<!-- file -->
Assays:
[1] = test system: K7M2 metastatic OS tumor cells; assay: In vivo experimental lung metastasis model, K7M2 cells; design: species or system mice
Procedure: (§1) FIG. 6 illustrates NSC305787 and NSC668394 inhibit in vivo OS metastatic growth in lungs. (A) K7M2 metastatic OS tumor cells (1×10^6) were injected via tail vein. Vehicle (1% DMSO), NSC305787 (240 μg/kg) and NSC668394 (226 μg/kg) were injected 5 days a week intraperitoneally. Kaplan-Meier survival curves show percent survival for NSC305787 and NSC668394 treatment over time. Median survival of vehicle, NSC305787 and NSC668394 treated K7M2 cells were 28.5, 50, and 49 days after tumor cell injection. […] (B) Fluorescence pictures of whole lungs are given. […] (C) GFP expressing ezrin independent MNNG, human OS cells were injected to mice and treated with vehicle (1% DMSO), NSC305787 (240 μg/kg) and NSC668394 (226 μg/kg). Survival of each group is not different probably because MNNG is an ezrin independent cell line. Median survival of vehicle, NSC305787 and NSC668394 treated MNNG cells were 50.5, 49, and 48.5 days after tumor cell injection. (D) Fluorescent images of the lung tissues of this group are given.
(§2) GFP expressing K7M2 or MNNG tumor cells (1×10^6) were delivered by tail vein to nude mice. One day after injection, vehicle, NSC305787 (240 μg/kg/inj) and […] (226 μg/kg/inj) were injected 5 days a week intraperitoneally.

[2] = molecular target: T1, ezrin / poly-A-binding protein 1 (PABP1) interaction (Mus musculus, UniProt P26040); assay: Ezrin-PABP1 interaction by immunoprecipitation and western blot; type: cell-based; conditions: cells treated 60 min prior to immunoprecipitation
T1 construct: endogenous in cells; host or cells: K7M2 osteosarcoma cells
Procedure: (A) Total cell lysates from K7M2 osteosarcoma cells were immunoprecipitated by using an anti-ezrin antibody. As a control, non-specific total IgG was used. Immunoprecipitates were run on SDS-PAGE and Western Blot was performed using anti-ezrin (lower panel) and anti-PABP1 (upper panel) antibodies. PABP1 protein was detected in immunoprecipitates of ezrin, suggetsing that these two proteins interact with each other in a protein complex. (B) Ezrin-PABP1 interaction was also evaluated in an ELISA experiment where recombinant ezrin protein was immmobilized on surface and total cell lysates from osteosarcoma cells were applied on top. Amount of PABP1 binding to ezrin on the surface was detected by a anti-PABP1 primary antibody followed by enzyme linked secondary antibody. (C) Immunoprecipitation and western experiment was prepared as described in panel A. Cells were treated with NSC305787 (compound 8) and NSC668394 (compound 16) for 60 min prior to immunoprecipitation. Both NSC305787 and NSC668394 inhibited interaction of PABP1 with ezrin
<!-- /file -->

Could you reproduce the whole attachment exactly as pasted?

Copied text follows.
Assays:
[1] = test system: K7M2 metastatic OS tumor cells; assay: In vivo experimental lung metastasis model, K7M2 cells; design: species or system mice
Procedure: (§1) FIG. 6 illustrates NSC305787 and NSC668394 inhibit in vivo OS metastatic growth in lungs. (A) K7M2 metastatic OS tumor cells (1×10^6) were injected via tail vein. Vehicle (1% DMSO), NSC305787 (240 μg/kg) and NSC668394 (226 μg/kg) were injected 5 days a week intraperitoneally. Kaplan-Meier survival curves show percent survival for NSC305787 and NSC668394 treatment over time. Median survival of vehicle, NSC305787 and NSC668394 treated K7M2 cells were 28.5, 50, and 49 days after tumor cell injection. […] (B) Fluorescence pictures of whole lungs are given. […] (C) GFP expressing ezrin independent MNNG, human OS cells were injected to mice and treated with vehicle (1% DMSO), NSC305787 (240 μg/kg) and NSC668394 (226 μg/kg). Survival of each group is not different probably because MNNG is an ezrin independent cell line. Median survival of vehicle, NSC305787 and NSC668394 treated MNNG cells were 50.5, 49, and 48.5 days after tumor cell injection. (D) Fluorescent images of the lung tissues of this group are given.
(§2) GFP expressing K7M2 or MNNG tumor cells (1×10^6) were delivered by tail vein to nude mice. One day after injection, vehicle, NSC305787 (240 μg/kg/inj) and […] (226 μg/kg/inj) were injected 5 days a week intraperitoneally.

[2] = molecular target: T1, ezrin / poly-A-binding protein 1 (PABP1) interaction (Mus musculus, UniProt P26040); assay: Ezrin-PABP1 interaction by immunoprecipitation and western blot; type: cell-based; conditions: cells treated 60 min prior to immunoprecipitation
T1 construct: endogenous in cells; host or cells: K7M2 osteosarcoma cells
Procedure: (A) Total cell lysates from K7M2 osteosarcoma cells were immunoprecipitated by using an anti-ezrin antibody. As a control, non-specific total IgG was used. Immunoprecipitates were run on SDS-PAGE and Western Blot was performed using anti-ezrin (lower panel) and anti-PABP1 (upper panel) antibodies. PABP1 protein was detected in immunoprecipitates of ezrin, suggetsing that these two proteins interact with each other in a protein complex. (B) Ezrin-PABP1 interaction was also evaluated in an ELISA experiment where recombinant ezrin protein was immmobilized on surface and total cell lysates from osteosarcoma cells were applied on top. Amount of PABP1 binding to ezrin on the surface was detected by a anti-PABP1 primary antibody followed by enzyme linked secondary antibody. (C) Immunoprecipitation and western experiment was prepared as described in panel A. Cells were treated with NSC305787 (compound 8) and NSC668394 (compound 16) for 60 min prior to immunoprecipitation. Both NSC305787 and NSC668394 inhibited interaction of PABP1 with ezrin